West Ham found a voice at the London Stadium last week.
Games against Spurs usually have the effect of galvanising Hammers fans, but the 1-0 win that effectively ended the North London side's pursuit of Chelsea at the top was special in other ways.
When Manuel Lanzini scored the only goal in the second half, the Stratford crowd erupted in scenes reminiscent of the best evenings at the Boleyn. The raucous noise that had already been ratcheting up for at least an hour before kickoff flared louder and continued for the rest of the game. The support was undoubtedly appreciated by the players who celebrated with fans at the final whistle.
It was a very different moment from many this difficult season. It was as if, earlier in the day, one of the stadium cleaners had stumbled upon a box left unopened from the move over the summer. Inside the box was some atmosphere captured from the best evenings at the Hammers' former home in Green Street. Some had suspected that it might be sitting around somewhere, many felt it had been lost forever. All were agreed though; it was good to have it back again.
In terms of league position, the win over Tottenham mattered little. The attaining of 42 points was significant, however. If the Hammers can perform as they did against their North London rivals in their remaining matches against Liverpool and Burnley, the opportunity to approach the "Best of the Rest" position in the final table would be tantalisingly close. It's viewing this season in very much a glass-half-full type of way perhaps, but when difficulties from the campaign are taken into consideration, a final position just inside the top 10 could even see the year as being regarded as reasonably successful.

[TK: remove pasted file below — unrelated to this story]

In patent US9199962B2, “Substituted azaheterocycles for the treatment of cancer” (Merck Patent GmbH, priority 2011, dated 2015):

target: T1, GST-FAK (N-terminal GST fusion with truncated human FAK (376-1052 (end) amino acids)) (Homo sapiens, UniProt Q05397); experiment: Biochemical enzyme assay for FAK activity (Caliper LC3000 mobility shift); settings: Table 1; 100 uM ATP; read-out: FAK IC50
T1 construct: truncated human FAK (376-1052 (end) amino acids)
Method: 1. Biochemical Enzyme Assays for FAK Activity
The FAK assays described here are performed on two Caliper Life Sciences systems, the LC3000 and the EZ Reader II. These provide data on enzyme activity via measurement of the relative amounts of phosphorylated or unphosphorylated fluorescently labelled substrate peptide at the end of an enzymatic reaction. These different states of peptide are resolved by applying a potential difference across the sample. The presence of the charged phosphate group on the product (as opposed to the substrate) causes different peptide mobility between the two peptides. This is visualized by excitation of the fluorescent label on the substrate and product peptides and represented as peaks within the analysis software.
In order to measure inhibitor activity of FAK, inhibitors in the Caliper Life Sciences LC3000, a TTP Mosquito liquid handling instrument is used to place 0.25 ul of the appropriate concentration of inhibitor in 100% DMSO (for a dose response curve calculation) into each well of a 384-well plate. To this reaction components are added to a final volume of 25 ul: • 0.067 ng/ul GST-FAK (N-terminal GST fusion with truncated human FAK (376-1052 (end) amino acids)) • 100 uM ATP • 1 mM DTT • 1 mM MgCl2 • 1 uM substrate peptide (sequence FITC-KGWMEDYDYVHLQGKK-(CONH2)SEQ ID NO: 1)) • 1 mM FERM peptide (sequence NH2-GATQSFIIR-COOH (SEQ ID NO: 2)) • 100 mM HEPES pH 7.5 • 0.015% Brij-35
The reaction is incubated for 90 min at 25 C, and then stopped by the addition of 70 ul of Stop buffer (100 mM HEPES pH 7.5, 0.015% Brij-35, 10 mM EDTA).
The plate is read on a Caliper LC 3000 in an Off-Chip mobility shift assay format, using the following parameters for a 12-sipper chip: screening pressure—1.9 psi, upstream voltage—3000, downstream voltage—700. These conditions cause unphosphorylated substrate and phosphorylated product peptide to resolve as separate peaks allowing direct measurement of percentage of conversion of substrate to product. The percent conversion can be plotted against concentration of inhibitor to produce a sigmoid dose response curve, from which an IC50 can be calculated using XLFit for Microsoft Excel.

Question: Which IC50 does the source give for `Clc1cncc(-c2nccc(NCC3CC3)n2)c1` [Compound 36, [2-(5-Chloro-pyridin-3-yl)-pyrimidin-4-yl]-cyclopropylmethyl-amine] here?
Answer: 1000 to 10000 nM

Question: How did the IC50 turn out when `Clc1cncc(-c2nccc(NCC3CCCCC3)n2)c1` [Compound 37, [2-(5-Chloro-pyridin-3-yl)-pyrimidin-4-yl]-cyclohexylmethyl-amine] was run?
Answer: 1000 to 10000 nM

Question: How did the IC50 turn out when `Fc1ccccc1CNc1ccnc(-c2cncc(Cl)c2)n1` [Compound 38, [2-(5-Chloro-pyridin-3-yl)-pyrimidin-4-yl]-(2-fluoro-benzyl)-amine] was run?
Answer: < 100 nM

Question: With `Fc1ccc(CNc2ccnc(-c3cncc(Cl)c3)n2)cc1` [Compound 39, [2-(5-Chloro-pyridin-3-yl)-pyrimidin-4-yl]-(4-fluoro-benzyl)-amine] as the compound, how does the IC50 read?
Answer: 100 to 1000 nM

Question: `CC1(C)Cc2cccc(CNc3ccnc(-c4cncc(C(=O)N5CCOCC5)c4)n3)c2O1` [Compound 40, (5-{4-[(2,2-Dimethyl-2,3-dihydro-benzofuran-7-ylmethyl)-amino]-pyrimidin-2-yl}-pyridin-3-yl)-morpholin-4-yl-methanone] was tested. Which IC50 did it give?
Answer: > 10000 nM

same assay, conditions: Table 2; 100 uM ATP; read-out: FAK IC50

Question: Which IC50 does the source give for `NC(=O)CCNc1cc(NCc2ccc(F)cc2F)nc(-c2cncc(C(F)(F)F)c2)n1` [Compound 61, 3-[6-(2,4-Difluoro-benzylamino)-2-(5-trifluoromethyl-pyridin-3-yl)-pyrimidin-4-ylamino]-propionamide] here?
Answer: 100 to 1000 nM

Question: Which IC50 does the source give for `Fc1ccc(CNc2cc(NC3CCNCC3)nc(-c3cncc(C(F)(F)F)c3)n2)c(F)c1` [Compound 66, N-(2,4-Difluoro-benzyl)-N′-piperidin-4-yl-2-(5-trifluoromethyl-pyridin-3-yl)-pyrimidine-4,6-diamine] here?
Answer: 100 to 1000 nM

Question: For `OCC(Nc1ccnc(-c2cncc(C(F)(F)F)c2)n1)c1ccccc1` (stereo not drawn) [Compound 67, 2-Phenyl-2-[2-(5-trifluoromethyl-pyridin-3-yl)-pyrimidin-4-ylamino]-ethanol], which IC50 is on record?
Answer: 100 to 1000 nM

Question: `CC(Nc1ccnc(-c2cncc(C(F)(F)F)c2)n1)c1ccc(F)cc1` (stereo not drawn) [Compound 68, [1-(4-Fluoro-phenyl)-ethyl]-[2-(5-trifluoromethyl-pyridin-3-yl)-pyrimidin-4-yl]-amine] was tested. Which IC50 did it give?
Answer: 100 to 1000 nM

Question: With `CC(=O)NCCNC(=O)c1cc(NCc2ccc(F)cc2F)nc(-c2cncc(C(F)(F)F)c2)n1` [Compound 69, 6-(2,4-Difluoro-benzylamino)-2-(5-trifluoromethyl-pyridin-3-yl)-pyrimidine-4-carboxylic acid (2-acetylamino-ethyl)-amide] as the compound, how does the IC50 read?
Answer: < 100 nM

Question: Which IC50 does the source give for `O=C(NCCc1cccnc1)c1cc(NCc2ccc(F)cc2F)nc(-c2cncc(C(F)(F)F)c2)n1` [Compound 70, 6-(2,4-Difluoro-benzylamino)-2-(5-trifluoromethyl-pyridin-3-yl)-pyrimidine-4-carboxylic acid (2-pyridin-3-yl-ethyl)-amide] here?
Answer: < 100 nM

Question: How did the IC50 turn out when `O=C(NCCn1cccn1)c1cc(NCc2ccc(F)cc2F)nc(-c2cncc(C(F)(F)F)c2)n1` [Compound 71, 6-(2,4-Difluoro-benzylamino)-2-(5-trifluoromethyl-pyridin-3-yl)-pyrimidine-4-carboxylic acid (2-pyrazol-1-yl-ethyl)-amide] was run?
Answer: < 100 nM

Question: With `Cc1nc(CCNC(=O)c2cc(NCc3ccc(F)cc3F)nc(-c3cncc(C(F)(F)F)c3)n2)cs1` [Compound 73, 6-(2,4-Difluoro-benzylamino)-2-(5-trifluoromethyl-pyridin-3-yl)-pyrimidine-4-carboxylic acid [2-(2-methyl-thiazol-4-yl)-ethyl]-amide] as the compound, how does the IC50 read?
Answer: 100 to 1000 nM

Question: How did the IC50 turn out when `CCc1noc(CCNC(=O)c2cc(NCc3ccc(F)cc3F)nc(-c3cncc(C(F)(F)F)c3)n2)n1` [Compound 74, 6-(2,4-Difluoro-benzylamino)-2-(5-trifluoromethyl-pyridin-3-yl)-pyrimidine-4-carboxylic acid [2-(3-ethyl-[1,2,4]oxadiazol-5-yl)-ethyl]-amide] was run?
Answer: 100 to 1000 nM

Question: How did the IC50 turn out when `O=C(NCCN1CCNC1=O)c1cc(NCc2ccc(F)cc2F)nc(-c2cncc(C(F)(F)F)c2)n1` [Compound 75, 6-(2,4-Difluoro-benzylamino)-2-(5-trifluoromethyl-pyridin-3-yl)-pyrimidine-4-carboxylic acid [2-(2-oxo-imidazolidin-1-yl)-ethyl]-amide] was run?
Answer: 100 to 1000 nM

Liverpool are the next visitors to Stratford in the final home game of the season. Desperate for Champions League points, Jurgen Klopp's men will be tough opposition. Despite last season's unprecedented treble over the red half of Merseyside, Liverpool have had the sign over West Ham for many years and home fans will need every bit of encouragement in order to help the team finish the home campaign on a high.
The Hammers will be without captain Mark Noble, out for the final games after admitting he'd been hiding an abdominal injury -- rumoured to be a hernia -- in order to ensure his club's top-flight status. Some have been critical of suggestions that Slaven Bilic knew nothing of the problem, others admire Noble's attention to the cause; the truth though seems to be that the Stratford medical team were simply waiting to see if the injury could be managed before agreeing to an operation.
The captain has had a mercurial season at best and the injury could explain why Noble hasn't always been as effective. It is generally thought though that, great stalwart as he is for the club, the manager needs to be tough and only use the midfielder in certain games. Next season could see the one-club man not always being first choice.
Elsewhere, the news that Michail Antonio has signed a new four-year contract is great for all concerned with the club. Antonio is a key player and, with more support up front, the former Nottingham Forest player could go on to become one of West Ham's greats. Of course, getting that support proved to be beyond Bilic and the board last summer and it's possible the same problems will raise their heads again this close season. That's the next big worry for fans, however. The current concern is to push beyond that 42-point mark and try and finish in the top half. With all the negativity surrounding the teething problems in the London Stadium, that would be seen as an acceptable end to a tricky year.
Having found the Upton Park atmosphere, all that's required now is to discover the cause of that perennial injury crisis and the notional gun that West Ham use to frequently shoot themselves in the foot with. Pack those two up in a box and send them back to what little is left of the Boleyn and everyone would be happy again.